Testosterone Replacement Therapy
Hypogonadism, or Low Testosterone
Hypogonadism, also known as low testosterone or “low T,” can lead to symptoms of decreased energy and libido, difficulty building lean muscle mass, moodiness, difficulty concentrating, and even loss of bone density. Men who have some or all of these symptoms and demonstrate low testosterone on a blood draw are candidates for testosterone replacement therapy (TRT).
There are many options for TRT, each of which has its benefits and disadvantages. The decision about which one is right for you will depend on your personal preferences and a discussion with your doctor. In some cases, different insurance companies may cover one option and not another, which may also be taken into consideration. If the desired effects are not achieved with your initial choice, a different option can be tried to see if it is a better fit for you, your health, and your lifestyle.
Evaluation of Low Testosterone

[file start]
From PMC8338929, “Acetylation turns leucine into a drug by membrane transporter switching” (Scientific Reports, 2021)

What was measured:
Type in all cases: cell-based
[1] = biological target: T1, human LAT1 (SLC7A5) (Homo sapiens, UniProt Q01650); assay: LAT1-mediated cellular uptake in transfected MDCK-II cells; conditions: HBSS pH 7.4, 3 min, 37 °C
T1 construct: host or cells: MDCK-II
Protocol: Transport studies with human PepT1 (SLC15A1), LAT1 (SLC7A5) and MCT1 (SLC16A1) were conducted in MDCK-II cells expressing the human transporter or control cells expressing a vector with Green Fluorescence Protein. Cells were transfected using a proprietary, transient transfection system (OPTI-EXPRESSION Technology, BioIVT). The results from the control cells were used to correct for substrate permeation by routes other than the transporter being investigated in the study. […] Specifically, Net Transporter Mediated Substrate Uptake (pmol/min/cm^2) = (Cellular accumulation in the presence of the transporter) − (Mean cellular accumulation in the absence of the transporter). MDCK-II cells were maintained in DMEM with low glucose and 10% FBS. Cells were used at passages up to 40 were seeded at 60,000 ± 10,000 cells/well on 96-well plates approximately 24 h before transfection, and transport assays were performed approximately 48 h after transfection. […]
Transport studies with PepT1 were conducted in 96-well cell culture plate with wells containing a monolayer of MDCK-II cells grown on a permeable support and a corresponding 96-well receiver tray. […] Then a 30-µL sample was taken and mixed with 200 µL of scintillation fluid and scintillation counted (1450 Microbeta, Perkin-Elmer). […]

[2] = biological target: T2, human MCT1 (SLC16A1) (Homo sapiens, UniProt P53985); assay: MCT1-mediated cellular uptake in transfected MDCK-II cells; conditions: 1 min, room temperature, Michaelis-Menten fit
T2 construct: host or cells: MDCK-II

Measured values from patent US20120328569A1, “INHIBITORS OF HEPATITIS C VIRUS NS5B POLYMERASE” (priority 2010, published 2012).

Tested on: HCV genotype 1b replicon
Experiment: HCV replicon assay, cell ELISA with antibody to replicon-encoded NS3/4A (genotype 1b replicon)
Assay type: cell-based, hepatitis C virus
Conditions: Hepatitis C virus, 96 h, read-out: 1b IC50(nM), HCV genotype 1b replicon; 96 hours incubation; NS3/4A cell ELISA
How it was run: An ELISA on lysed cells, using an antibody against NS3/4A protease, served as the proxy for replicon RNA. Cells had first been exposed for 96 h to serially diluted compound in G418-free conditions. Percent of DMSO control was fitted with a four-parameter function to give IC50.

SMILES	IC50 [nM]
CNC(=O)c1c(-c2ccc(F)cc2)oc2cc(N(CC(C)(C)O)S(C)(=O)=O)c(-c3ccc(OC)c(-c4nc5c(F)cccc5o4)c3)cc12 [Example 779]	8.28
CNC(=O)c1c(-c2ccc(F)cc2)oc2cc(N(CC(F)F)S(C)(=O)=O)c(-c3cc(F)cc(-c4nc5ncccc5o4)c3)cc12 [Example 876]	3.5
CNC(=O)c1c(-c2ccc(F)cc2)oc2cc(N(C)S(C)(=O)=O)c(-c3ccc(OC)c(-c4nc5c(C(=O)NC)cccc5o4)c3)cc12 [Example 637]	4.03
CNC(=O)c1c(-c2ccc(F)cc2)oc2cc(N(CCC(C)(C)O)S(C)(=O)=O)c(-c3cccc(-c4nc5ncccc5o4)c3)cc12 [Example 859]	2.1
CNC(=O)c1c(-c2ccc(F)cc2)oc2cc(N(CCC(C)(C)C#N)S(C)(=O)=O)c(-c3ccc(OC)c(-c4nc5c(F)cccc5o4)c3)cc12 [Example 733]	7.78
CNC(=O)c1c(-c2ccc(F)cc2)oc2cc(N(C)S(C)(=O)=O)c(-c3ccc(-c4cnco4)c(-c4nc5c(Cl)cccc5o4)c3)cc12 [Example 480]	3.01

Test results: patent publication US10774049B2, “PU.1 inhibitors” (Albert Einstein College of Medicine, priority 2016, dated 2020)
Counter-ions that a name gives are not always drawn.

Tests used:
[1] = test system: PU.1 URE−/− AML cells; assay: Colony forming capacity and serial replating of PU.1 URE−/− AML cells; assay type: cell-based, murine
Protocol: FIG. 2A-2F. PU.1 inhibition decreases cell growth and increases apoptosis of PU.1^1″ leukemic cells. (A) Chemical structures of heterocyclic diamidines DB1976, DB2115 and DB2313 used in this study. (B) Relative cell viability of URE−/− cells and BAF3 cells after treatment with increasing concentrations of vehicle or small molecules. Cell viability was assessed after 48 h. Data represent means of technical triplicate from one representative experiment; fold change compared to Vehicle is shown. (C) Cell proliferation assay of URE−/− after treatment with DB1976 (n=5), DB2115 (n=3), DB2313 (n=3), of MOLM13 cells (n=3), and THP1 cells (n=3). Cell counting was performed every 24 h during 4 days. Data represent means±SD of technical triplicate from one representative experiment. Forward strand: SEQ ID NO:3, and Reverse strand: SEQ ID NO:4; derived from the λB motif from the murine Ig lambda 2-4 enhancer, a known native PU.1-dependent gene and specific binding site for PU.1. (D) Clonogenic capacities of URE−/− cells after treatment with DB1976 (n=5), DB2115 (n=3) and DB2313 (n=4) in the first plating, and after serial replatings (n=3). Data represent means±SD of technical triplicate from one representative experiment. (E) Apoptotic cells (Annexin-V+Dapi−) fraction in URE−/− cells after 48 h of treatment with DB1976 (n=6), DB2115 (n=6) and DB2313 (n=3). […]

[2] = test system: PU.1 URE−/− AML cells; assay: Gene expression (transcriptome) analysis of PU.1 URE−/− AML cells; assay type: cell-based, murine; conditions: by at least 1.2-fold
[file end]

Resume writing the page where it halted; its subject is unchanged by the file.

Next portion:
Regardless of the type of testosterone replacement therapy chosen, you will need to first be evaluated by your doctor and then monitored at regular intervals (usually every 3-6 months) to confirm good control of your hypogonadal symptoms, check levels of testosterone and perform other related bloodwork, and to ensure that there are no potentially dangerous side effects.
The evaluation and follow-up regimen usually consists of the following:
- Physical examination every 6 months, including digital rectal exam assess for signs of prostate enlargement and prostate cancer.
- Bloodwork every 3-6 months for testosterone levels and other hormones.
- Bloodwork every 6 months for lipids, hemoglobin and hematocrit, and PSA (prostate-specific antigen).